This collection is the first to present significant conversations in their entirety between JFK and his correspondents, including historical giants like Eleanor Roosevelt, Martin Luther King, Jr., Harry Truman and Nikita Khruschev as well as his school friends, Navy comrades and everyday Americans.

    The book includes images from his presidential library and facsimiles of many letters!

    The Letter of John F. Kennedy by John F. Kennedy, Martin W. Sandler (editor) ($30.00, Bloomsbury Publishing), recommended by Kimberly, The Country Bookshop, Southern Pines NC.

  • The Life-Changing Magic of Tidying Up: The Japanese Art of Decluttering and Organizing by Marie Kondo

    “The question of what you want to own is actually a question of how you want to live your life!” Kondo exclaims. While I am still working my way at decluttering my space, following the advice of this book has been fairly straight forward. The concept is pretty simple: get rid of physical baggage so you can focus on living your life (and maybe cutting some other types of baggage too). It’s empowering, it’s not being beholden to material possessions, it’s learning how to make your space serve you, and it’s deciding what you want for your life as the person you are today. Now that is life-changing.

    The Life-Changing Magic of Tidying Up: The Japanese Art of Decluttering and Organizing by Marie Kondo (Ten Speed $16.99), recommended by Ceewin, Quail Ridge Books, Raleigh, NC.

  • The Sense of Style by Steven Pinker

    Steven Pinker has been a favorite of mine for a long time.

    How the Mind Works, The Blank Slate, The Better Angels of Our Nature have hugely influenced my thinking about consciousness, human behavior, and ethical issues. One of his greatest strengths as a writer is his ability to untangle difficult topics and clearly present them to the reader.

    Here, he offers common sense advice to writers who want to improve their writing.

    The Sense of Style: The Thinking Person's Guide to Writing in the 21st Century by Steven Pinker (Penguin Books) Recommended by Brian at Malaprops Bookstore Asheville NC

  • Tools of Titans by Tim Ferriss

    This isn't a self-help or get rich quick book; it's the ultimate browsable treasure trove of tidbits of information from the lives of individuals who are masters of their craft. Topics range from fitness & diet to friendships, work habits, tech, and everything in between. Who doesn't want to hear some sage advice from people like Arnold Schwarzenegger, Sebastian Junger, Jamie Foxx, or Sam Harris? Just the info on pg. 138 about evening and morning rituals is well worth the price of admission (and truly changed my life for the better). If you take from this book what the author intends, you'll "like 50%, love 25%, and never forget 10%."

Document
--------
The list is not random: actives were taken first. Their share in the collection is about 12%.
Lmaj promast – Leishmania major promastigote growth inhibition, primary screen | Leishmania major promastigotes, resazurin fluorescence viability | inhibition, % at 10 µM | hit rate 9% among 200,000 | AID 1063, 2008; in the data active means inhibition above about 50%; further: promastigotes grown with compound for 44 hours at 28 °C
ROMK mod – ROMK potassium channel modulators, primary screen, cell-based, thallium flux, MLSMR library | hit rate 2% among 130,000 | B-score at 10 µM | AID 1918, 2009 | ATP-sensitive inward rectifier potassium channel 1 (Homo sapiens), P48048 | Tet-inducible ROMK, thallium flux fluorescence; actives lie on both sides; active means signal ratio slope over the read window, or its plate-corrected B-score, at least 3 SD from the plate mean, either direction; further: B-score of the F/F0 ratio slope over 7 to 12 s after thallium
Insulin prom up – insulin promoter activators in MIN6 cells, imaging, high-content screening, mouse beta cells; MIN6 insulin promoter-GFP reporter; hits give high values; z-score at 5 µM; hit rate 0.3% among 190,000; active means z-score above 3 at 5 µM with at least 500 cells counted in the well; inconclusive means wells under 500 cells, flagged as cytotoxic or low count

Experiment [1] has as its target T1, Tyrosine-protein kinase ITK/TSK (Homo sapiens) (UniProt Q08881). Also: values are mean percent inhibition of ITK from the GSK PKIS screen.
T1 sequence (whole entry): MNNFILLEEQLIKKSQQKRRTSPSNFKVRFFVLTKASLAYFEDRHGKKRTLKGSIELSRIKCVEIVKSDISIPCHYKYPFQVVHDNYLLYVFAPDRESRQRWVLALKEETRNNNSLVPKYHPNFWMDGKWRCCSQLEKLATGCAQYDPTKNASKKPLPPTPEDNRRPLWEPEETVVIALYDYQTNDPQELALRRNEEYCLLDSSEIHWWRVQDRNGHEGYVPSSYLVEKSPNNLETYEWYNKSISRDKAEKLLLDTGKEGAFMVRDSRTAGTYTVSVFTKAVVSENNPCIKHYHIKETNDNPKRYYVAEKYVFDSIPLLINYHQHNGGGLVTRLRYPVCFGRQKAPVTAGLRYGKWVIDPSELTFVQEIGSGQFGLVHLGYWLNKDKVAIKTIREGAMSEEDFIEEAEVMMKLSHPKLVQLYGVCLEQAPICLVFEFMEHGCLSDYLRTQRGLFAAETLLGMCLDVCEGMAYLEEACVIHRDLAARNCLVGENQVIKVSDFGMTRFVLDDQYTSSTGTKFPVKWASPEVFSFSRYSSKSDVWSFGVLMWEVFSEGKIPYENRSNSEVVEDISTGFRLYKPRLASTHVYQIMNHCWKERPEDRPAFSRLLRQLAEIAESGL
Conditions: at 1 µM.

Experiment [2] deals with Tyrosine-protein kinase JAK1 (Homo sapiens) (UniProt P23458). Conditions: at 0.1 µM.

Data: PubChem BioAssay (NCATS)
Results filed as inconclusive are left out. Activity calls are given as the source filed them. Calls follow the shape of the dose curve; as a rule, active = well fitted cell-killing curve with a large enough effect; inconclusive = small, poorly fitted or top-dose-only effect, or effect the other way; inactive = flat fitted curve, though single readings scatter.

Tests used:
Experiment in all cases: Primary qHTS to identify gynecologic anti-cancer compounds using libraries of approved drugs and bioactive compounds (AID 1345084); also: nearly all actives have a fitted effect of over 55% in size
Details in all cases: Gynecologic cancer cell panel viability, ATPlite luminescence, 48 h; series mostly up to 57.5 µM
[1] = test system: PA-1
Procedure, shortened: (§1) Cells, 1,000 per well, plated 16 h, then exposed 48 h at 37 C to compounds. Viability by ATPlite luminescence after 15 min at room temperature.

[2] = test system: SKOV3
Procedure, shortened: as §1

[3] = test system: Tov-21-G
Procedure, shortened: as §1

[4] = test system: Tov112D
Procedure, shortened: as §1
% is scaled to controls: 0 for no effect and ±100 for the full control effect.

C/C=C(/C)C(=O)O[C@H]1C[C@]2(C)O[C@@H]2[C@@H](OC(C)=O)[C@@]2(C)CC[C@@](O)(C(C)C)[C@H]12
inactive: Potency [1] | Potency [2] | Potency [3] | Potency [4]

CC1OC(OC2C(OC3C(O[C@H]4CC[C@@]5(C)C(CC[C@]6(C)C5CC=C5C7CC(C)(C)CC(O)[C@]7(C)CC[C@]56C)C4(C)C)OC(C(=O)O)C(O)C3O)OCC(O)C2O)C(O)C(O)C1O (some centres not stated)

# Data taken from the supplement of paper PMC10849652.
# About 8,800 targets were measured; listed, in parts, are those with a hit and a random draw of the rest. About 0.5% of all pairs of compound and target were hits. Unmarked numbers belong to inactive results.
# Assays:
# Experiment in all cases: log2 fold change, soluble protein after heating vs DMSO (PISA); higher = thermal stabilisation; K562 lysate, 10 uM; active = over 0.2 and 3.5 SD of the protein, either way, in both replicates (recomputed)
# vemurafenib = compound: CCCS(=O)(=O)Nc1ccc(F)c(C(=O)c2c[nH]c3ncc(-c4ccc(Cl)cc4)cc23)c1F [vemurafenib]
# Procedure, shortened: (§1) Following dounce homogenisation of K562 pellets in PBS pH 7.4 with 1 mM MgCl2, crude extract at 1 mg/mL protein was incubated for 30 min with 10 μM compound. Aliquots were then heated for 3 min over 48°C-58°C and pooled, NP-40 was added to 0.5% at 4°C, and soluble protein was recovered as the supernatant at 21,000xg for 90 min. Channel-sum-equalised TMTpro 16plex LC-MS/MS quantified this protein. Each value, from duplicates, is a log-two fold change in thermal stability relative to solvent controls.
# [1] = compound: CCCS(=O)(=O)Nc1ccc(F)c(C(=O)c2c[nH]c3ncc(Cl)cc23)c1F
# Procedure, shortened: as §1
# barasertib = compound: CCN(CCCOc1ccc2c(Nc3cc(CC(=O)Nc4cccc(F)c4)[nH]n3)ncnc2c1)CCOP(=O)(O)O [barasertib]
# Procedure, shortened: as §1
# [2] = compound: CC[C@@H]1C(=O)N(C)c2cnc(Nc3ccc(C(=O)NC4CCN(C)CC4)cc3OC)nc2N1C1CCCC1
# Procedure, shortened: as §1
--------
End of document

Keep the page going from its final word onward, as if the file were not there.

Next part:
Tools of Titans by Tim Ferriss ($28, Houghton Mifflin), recommended by Lane, Flyleaf Books, Chapel Hill, NC.

  • Wait, What? And Life's Other Essential Questions by James E. Ryan

    Wait, What? And Life's Other Essential Questions  by James E. RyanI am generally dismissive of these expanded commencement addresses that clog the shelves every graduation season, but I can't seem to get this one out of my mind. Despite the lofty title of Dean of the College of Education at Harvard, Ryan's contribution to the genre is plain-spoken, funny, honest, and honestly helpful. He focuses on asking yourself a series of broad questions regularly to enhance your character, your quality of life, and your contribution to the world. You can read it in about two hours. This book is great for anyone in transition: moving, retiring, starting a new job. I highly recommend it. I can't stop thinking about it.

    Wait, What? And Life's Other Essential Questions by James E. Ryan ($19.99, HarperOne), recommended by Fountain Books, Richmond, VA.

  • Women in Science: 50 Fearless Pioneers Who Changed the World by Rachel Ignotofsky

    A recent U.S. Department of Education survey found that high school girls take the same number of math and science classes as boys and earn slightly higher grades, but only 15 percent of U.S. collegiate women major in science, technology, engineering, and mathematics (STEM) fields.

    Encouraging young women and girls to pursue STEM career tracks has never been more important. Women in Science highlights notable women's contributions to various scientific fields. A fascinating collection full of striking, singular art, the book features 50 profiles and illustrated portraits of women in STEM from the ancient to the modern world, and also contains infographics about interesting and relevant topics such as lab equipment and rates of women currently working in STEM fields.

    Women in Science: 50 Fearless Pioneers Who Changed the World by Rachel Ignotofsky (Ten Speed Press) Recommended by Bookstore1Sarasota Sarasota FL